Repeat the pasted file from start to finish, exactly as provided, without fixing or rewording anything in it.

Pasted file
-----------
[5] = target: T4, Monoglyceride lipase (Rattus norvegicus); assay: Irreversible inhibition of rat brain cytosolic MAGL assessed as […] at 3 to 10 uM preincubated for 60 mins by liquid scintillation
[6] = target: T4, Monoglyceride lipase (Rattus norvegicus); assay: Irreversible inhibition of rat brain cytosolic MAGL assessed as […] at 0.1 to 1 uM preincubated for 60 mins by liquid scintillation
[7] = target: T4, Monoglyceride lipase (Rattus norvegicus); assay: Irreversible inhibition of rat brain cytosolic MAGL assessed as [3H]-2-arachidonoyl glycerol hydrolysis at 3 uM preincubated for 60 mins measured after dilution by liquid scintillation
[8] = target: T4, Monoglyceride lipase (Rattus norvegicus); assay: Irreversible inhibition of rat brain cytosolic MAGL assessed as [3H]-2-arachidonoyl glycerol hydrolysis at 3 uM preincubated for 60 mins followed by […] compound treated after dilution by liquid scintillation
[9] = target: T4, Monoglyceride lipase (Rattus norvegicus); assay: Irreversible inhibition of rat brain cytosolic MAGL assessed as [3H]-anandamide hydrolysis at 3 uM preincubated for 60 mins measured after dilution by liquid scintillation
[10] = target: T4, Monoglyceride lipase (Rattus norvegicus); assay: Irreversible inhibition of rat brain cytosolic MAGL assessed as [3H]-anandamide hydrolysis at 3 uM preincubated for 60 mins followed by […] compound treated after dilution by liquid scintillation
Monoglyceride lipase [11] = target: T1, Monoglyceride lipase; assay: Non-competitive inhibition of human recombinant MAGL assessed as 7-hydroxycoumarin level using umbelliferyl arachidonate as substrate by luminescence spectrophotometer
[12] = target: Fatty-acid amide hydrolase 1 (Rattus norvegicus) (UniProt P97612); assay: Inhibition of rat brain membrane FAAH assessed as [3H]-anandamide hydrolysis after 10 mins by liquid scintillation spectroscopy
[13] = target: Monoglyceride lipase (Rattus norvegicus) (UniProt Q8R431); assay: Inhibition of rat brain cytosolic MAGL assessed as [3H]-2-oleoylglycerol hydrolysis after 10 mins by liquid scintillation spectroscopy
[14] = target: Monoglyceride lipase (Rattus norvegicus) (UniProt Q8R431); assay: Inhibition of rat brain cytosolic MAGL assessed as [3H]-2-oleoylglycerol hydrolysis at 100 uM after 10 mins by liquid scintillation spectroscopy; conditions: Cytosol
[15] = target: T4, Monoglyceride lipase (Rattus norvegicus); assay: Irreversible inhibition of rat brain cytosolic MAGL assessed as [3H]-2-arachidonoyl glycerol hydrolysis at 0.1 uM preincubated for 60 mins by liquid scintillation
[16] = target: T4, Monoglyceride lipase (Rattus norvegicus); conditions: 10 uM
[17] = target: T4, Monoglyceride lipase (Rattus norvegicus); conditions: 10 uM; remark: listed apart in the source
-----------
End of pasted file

[5] = target: T4, Monoglyceride lipase (Rattus norvegicus); assay: Irreversible inhibition of rat brain cytosolic MAGL assessed as […] at 3 to 10 uM preincubated for 60 mins by liquid scintillation
[6] = target: T4, Monoglyceride lipase (Rattus norvegicus); assay: Irreversible inhibition of rat brain cytosolic MAGL assessed as […] at 0.1 to 1 uM preincubated for 60 mins by liquid scintillation
[7] = target: T4, Monoglyceride lipase (Rattus norvegicus); assay: Irreversible inhibition of rat brain cytosolic MAGL assessed as [3H]-2-arachidonoyl glycerol hydrolysis at 3 uM preincubated for 60 mins measured after dilution by liquid scintillation
[8] = target: T4, Monoglyceride lipase (Rattus norvegicus); assay: Irreversible inhibition of rat brain cytosolic MAGL assessed as [3H]-2-arachidonoyl glycerol hydrolysis at 3 uM preincubated for 60 mins followed by […] compound treated after dilution by liquid scintillation
[9] = target: T4, Monoglyceride lipase (Rattus norvegicus); assay: Irreversible inhibition of rat brain cytosolic MAGL assessed as [3H]-anandamide hydrolysis at 3 uM preincubated for 60 mins measured after dilution by liquid scintillation
[10] = target: T4, Monoglyceride lipase (Rattus norvegicus); assay: Irreversible inhibition of rat brain cytosolic MAGL assessed as [3H]-anandamide hydrolysis at 3 uM preincubated for 60 mins followed by […] compound treated after dilution by liquid scintillation
Monoglyceride lipase [11] = target: T1, Monoglyceride lipase; assay: Non-competitive inhibition of human recombinant MAGL assessed as 7-hydroxycoumarin level using umbelliferyl arachidonate as substrate by luminescence spectrophotometer
[12] = target: Fatty-acid amide hydrolase 1 (Rattus norvegicus) (UniProt P97612); assay: Inhibition of rat brain membrane FAAH assessed as [3H]-anandamide hydrolysis after 10 mins by liquid scintillation spectroscopy
[13] = target: Monoglyceride lipase (Rattus norvegicus) (UniProt Q8R431); assay: Inhibition of rat brain cytosolic MAGL assessed as [3H]-2-oleoylglycerol hydrolysis after 10 mins by liquid scintillation spectroscopy
[14] = target: Monoglyceride lipase (Rattus norvegicus) (UniProt Q8R431); assay: Inhibition of rat brain cytosolic MAGL assessed as [3H]-2-oleoylglycerol hydrolysis at 100 uM after 10 mins by liquid scintillation spectroscopy; conditions: Cytosol
[15] = target: T4, Monoglyceride lipase (Rattus norvegicus); assay: Irreversible inhibition of rat brain cytosolic MAGL assessed as [3H]-2-arachidonoyl glycerol hydrolysis at 0.1 uM preincubated for 60 mins by liquid scintillation
[16] = target: T4, Monoglyceride lipase (Rattus norvegicus); conditions: 10 uM
[17] = target: T4, Monoglyceride lipase (Rattus norvegicus); conditions: 10 uM; remark: listed apart in the source